Climate Factors Play a Limited Role for Past Adaptation Strategies in West Africa

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"The Sudano-Sahelian zone of West Africa has experienced recurrent droughts since the mid-1970s and today there is considerable concern for how this region will be able to adapt to future climate change. To develop well targeted adaptation strategies, the relative importance of climate factors as drivers of land use and livelihood change need to be better understood. Based on the perceptions of 1249 households in five countries across an annual rainfall gradient of 400-900 mm, we provide an estimate of the relative weight of climate factors as drivers of changes in rural households during the past 20 years. Climate factors, mainly inadequate rainfall, are perceived by 30-50% of households to be a cause of decreasing rainfed crop production, whereas a wide range of other factors explains the remaining 50-70%. Climate factors are much less important for decreasing livestock production and pasture areas. Increases in pasture are also observed and caused by improved tenure in the driest zone. Adaptation strategies to declining crop production include ‘prayer’ and migration in the 400-500 mm zone; reforestation, migration, and government support in the 500-700 mm zone; and soil improvement in the 700-900 mm zone. Declining livestock holdings are countered by improved fodder resources and veterinary services. It is concluded that although rainfed crop production is mainly constrained by climate factors, livestock and pasture are less climate sensitive in all rainfall zones. This needs to be reflected in national adaptation strategies in the region."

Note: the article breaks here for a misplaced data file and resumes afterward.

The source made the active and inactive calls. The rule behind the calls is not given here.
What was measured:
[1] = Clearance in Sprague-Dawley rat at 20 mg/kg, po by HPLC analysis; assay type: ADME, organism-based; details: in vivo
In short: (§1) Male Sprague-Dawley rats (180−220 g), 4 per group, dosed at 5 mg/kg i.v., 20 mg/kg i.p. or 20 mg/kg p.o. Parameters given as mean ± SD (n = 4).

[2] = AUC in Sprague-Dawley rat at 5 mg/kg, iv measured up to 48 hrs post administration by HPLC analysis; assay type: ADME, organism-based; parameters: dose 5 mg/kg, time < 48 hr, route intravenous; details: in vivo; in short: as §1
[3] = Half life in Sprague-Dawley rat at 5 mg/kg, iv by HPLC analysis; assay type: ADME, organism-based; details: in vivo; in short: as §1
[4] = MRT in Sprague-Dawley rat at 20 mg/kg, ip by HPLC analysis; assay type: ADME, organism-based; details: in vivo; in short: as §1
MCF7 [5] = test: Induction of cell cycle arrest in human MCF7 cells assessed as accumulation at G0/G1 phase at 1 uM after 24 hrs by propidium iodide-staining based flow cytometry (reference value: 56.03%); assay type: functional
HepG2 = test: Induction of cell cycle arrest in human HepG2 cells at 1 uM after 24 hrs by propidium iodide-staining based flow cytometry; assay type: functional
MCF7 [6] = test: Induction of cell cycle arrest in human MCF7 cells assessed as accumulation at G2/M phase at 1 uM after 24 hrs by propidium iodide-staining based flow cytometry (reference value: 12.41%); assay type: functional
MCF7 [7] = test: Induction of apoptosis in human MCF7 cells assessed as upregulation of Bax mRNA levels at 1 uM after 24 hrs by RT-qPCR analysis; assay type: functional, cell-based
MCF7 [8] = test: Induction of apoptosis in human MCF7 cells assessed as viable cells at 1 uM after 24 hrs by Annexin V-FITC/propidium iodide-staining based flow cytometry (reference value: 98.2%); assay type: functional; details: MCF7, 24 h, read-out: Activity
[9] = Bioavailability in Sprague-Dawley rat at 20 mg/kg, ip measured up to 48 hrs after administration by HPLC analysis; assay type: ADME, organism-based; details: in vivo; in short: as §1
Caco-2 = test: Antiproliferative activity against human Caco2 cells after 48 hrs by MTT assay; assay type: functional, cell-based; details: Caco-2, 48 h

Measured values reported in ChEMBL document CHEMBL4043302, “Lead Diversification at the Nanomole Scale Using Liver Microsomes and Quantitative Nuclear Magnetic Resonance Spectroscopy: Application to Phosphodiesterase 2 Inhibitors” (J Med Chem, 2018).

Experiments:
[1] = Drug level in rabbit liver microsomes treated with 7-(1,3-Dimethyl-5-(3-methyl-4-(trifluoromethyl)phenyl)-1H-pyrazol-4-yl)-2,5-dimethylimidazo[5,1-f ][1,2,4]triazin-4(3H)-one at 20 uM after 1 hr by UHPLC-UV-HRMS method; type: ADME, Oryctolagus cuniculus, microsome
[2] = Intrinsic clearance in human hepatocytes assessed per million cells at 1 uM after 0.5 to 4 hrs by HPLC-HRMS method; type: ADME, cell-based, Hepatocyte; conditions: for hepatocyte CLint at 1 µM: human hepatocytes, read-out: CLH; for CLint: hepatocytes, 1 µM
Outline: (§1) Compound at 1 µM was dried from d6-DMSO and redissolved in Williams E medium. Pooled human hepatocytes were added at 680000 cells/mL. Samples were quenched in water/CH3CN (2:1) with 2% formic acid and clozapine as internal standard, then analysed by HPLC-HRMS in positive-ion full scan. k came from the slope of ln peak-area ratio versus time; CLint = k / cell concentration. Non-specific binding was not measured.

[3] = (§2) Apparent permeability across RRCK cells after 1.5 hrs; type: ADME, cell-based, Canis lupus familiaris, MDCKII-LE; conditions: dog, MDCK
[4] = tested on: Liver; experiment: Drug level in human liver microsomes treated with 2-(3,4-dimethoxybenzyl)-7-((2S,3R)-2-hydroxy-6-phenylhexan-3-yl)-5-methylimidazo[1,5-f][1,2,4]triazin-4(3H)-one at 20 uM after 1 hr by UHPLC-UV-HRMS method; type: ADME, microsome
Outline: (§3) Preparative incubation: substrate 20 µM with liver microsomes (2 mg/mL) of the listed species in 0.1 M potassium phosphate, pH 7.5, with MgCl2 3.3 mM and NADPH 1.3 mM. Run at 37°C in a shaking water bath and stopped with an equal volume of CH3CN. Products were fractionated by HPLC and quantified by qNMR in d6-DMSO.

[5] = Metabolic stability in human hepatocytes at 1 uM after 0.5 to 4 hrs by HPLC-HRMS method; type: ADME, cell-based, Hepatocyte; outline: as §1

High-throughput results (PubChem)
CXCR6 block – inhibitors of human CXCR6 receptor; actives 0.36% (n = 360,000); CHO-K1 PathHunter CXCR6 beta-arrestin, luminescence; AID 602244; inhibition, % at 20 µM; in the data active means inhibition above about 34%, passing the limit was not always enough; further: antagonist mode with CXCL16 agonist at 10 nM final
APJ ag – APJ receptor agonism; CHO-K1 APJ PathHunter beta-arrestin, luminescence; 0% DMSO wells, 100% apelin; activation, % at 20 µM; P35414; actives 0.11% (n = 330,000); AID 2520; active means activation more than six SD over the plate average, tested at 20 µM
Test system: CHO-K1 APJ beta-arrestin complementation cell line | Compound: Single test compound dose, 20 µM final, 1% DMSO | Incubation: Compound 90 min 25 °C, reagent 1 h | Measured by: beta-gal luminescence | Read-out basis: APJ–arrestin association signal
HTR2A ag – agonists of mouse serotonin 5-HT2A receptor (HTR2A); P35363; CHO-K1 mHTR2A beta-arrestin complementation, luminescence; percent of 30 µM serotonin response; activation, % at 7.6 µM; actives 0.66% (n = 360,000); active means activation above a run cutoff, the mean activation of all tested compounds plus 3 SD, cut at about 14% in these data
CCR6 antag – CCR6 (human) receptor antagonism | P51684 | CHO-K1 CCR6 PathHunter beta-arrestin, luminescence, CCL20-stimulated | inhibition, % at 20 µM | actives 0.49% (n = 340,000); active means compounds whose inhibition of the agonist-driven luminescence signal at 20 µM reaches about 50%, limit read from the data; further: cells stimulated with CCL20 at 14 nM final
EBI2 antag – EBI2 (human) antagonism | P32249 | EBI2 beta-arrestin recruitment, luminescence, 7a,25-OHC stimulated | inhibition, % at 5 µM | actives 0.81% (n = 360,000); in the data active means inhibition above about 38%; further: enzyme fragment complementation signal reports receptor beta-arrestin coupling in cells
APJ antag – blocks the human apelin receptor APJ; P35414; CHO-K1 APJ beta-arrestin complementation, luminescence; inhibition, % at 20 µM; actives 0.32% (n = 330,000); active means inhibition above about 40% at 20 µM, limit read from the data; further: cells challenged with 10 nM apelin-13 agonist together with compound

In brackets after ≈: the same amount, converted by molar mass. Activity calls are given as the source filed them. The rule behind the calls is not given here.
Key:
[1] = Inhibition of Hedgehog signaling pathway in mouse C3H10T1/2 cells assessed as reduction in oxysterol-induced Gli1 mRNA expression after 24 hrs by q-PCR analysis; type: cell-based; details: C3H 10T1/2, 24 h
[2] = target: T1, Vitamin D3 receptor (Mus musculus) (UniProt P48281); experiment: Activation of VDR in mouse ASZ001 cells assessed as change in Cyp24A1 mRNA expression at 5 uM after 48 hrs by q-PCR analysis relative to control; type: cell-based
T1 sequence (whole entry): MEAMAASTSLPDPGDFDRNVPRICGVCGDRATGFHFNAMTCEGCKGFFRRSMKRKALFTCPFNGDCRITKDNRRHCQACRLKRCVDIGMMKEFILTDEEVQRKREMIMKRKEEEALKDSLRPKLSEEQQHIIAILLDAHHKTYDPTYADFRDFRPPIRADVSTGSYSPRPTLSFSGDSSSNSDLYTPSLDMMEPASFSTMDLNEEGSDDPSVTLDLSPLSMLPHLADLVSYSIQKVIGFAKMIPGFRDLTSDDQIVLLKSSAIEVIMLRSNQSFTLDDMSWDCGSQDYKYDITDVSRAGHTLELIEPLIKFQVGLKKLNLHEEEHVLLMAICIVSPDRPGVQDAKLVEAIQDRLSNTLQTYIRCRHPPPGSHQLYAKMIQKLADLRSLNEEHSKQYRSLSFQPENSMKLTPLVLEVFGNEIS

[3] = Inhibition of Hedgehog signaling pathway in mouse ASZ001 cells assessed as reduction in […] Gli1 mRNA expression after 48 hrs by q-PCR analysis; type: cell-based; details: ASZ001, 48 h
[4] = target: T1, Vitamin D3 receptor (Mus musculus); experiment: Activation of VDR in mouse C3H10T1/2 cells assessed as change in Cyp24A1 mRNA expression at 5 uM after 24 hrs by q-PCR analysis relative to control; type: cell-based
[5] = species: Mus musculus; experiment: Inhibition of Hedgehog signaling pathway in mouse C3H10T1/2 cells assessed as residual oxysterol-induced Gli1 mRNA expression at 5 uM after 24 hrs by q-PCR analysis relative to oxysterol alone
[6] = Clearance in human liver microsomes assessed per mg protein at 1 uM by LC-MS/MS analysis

adaptation, climate, livestock, crops